I just became aware of a new (?) service from Wiley called ArticleShare. Most Wiley journals now let an author choose up to 10 individuals who will have free access to the article. Those individuals get an auto-generated email from Wiley, offering them free access to the article, courtesy of the author. The email also includes some unrelated marketing verbiage from Wiley about their author-pays open access options.
I can see where this service could be useful, particularly to authors whose friends and close colleagues otherwise wouldn’t have free access to the article. But like most things that can be useful, it can also be abused. Wiley markets this service as a way to increase your impact. I suggest that you not think of it that way. In particular, I suggest that you be hesitant about using this service to send your article to people you don’t know.
Most academics are time- and attention-limited, and so are very careful about how they allocate those scarce resources. That’s especially true for senior academics. Most academics also already have their own ways of identifying articles they want to read. And academics at most developed country colleges and universities already have free access to many journals via institutional subscriptions. Finally, “self promotion” of one’s own work is a topic on which there’s a wide range of views, both about exactly what constitutes “self promotion” and whether “self promotion” is a good thing. And how the “self promotion” is done matters a lot.
So here’s my suggestion: don’t think of sending your paper to people you don’t know–or asking Wiley to do so for you–as a way to publicize your work. Focus on what the person you’re thinking of sending the paper to is likely to want, not on what you want. Before sending your paper to someone you don’t know, ask yourself the following questions:
- Is this person likely to be very interested in my paper?
- Would this person be likely to miss my paper unless I sent it to them?
If the answer to both questions is “yes”, I suggest that you not use Wiley’s ArticleShare service (or any similar service that any other publisher offers). That kind of impersonal approach risks coming off as spam. Instead, I suggest emailing a pdf along with a personal message explaining why you’re sending it (i.e. why you think he/she will be interested in your paper, and why you thought he/she might miss it) Even if you do think of this primarily as a way to publicize your work, you’re more likely to get someone you don’t know to pay attention if you take the time to send a personal explanation.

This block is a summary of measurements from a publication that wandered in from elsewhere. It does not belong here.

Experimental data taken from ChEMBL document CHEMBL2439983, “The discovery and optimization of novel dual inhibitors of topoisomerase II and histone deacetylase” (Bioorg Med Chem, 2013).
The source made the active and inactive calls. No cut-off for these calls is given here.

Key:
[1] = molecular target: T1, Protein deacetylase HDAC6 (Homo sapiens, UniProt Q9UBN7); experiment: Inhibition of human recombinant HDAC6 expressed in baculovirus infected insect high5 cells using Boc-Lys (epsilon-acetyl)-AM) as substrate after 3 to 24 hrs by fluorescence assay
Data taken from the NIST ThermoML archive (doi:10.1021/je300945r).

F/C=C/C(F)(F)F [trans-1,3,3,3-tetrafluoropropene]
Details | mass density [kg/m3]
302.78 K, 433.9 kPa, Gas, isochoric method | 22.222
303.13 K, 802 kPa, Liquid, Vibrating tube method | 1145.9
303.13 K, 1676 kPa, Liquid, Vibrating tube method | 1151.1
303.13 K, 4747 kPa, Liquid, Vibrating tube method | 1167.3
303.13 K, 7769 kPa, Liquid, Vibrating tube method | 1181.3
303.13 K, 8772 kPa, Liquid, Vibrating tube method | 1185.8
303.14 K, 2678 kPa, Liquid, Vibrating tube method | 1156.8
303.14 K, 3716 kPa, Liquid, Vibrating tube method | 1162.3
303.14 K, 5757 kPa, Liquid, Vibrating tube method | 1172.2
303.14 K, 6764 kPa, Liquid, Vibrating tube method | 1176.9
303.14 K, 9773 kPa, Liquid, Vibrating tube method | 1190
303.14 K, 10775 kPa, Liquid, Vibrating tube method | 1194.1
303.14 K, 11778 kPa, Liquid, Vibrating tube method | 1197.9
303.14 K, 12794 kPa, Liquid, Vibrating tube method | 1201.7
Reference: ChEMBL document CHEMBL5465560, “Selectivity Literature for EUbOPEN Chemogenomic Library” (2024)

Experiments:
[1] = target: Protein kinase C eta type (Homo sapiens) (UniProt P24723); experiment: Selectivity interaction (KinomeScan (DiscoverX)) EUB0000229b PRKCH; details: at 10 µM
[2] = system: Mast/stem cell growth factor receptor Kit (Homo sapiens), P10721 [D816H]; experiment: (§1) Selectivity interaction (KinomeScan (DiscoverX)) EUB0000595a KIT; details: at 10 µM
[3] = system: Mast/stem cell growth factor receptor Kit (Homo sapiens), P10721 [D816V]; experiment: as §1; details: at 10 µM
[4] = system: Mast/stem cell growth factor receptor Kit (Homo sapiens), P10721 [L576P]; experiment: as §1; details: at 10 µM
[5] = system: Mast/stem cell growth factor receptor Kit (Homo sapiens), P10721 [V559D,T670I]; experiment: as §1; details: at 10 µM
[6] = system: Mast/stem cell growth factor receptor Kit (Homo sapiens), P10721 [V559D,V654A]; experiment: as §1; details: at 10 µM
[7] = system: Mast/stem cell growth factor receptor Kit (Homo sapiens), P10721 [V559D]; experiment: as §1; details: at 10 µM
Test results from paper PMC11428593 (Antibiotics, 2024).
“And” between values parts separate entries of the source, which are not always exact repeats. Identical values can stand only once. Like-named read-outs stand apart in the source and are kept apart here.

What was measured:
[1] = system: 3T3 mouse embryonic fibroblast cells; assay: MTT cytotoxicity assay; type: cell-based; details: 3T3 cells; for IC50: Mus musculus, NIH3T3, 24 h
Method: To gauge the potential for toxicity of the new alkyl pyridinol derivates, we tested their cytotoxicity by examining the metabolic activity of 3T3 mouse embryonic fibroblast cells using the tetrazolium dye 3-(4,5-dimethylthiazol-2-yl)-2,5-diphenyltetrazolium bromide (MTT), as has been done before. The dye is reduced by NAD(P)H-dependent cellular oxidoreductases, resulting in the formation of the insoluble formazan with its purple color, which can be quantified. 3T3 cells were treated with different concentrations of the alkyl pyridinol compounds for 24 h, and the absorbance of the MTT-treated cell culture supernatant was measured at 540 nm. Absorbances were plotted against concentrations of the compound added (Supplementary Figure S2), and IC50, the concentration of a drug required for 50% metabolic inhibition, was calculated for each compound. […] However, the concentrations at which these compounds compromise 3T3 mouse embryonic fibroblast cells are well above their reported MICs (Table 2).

Just my two cents; I’m guessing at least some and possibly many of you will disagree (which is fine; there’s often scope for reasonable disagreement on professional etiquette). And before you point it out, yes, it’s possible that I’m just getting old. 🙂
A rare moment of disagreement for us, Jeremy! While you say that ” Most academics also already have their own ways of identifying articles they want to read”, I’m totally convinced that my own ways are ineffective, and I welcome suggestions of stuff I should read by just about any route. Don’t worry, I know where my “delete” key and my “ignore” neuron are located 🙂
Now, having maximized our disagreement for fun, let me second your suggestion that the personal note with the pdf is indeed a great way to go. But I’m perfectly happy to get ArticleShare spam (let the floodgates open….) – Steve
Yeah, I’m expecting a fair bit of disagreement along these lines. Another person has also said that they don’t mind ArticleShare spam because they sometimes hear about interesting articles they otherwise wouldn’t have found, and because they’re quick with the delete key if the article title doesn’t interest them.
^ That other person mentioned above is me. I’ve found interesting articles this way, and suspect I would have missed them otherwise. So, I’m fine with it. If I don’t think it looks interesting, I don’t read it.
Yep, what Steve said. It’s quite flattering to receive a personal copy of an article from someone you don’t know.
Yes, that’s one way to look at it.
For me, that sense of feeling flattered is downgraded if someone just plugged my name (and a bunch of other names) into an online form that auto-generates emails. But these days, I may well be in a minority in feeling that way.
Hmmm, but your name wasn’t auto-generated or picked at random: you’ve been nominated specifically by the authors. I’d think that was flattery enough given the number of ecologists who they could have nominated.
Yes, that’s certainly one way to look at it. Although I guess I’d still hope that if an article’s authors really do think so highly of me, out of all the other ecologists they could’ve shared their article with, that they’d take 60 seconds to send me a personal email.
It’s also possible that my feelings about ArticleShare are being skewed by the fact that ArticleShare emails are about half advertising verbiage for other Wiley products.
Back in the pre-electronic era you sometimes ran across people that would send reprints to authors that they cited in the paper. And probably to other selected friends, colleagues, and people that they were trying to get noticed by. I was getting ready to disagree until I got to your suggested alternative. I would vote for the more personal approach over the Wiley-based incentive to pick ten names when three might be a better number 🙂
“I would vote for the more personal approach over the Wiley-based incentive to pick ten names when three might be a better number ”
I was just thinking along the same lines. What if Wiley decides to let authors use ArticleShare for, say, 100 names rather than 10? Would that–should that–change how one feels about the etiquette of using the service?